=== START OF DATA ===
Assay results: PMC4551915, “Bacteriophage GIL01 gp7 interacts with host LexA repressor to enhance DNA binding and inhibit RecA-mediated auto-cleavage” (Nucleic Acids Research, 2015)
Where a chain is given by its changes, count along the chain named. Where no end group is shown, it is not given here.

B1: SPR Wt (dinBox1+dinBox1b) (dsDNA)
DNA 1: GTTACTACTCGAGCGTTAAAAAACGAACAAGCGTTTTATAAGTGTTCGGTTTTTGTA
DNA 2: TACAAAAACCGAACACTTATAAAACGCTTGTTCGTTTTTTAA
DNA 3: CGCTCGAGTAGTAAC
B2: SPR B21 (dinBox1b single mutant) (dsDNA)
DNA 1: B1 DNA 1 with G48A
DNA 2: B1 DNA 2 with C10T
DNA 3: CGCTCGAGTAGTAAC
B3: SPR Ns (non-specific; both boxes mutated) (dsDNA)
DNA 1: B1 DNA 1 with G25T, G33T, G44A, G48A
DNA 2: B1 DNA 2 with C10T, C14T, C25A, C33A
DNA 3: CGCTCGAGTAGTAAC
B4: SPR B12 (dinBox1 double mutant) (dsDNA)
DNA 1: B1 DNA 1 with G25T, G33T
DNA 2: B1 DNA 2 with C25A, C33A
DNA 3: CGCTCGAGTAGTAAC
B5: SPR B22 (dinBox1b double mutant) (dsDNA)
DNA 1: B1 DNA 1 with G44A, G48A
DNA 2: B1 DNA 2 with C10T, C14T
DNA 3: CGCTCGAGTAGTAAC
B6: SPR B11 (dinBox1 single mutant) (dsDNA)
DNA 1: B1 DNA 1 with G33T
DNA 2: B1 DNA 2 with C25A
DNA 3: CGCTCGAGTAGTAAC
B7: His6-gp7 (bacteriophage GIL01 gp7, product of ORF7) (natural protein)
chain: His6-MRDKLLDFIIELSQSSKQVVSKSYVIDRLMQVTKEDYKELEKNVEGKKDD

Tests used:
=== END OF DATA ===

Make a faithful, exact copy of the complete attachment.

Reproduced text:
Assay results: PMC4551915, “Bacteriophage GIL01 gp7 interacts with host LexA repressor to enhance DNA binding and inhibit RecA-mediated auto-cleavage” (Nucleic Acids Research, 2015)
Where a chain is given by its changes, count along the chain named. Where no end group is shown, it is not given here.

B1: SPR Wt (dinBox1+dinBox1b) (dsDNA)
DNA 1: GTTACTACTCGAGCGTTAAAAAACGAACAAGCGTTTTATAAGTGTTCGGTTTTTGTA
DNA 2: TACAAAAACCGAACACTTATAAAACGCTTGTTCGTTTTTTAA
DNA 3: CGCTCGAGTAGTAAC
B2: SPR B21 (dinBox1b single mutant) (dsDNA)
DNA 1: B1 DNA 1 with G48A
DNA 2: B1 DNA 2 with C10T
DNA 3: CGCTCGAGTAGTAAC
B3: SPR Ns (non-specific; both boxes mutated) (dsDNA)
DNA 1: B1 DNA 1 with G25T, G33T, G44A, G48A
DNA 2: B1 DNA 2 with C10T, C14T, C25A, C33A
DNA 3: CGCTCGAGTAGTAAC
B4: SPR B12 (dinBox1 double mutant) (dsDNA)
DNA 1: B1 DNA 1 with G25T, G33T
DNA 2: B1 DNA 2 with C25A, C33A
DNA 3: CGCTCGAGTAGTAAC
B5: SPR B22 (dinBox1b double mutant) (dsDNA)
DNA 1: B1 DNA 1 with G44A, G48A
DNA 2: B1 DNA 2 with C10T, C14T
DNA 3: CGCTCGAGTAGTAAC
B6: SPR B11 (dinBox1 single mutant) (dsDNA)
DNA 1: B1 DNA 1 with G33T
DNA 2: B1 DNA 2 with C25A
DNA 3: CGCTCGAGTAGTAAC
B7: His6-gp7 (bacteriophage GIL01 gp7, product of ORF7) (natural protein)
chain: His6-MRDKLLDFIIELSQSSKQVVSKSYVIDRLMQVTKEDYKELEKNVEGKKDD

Tests used: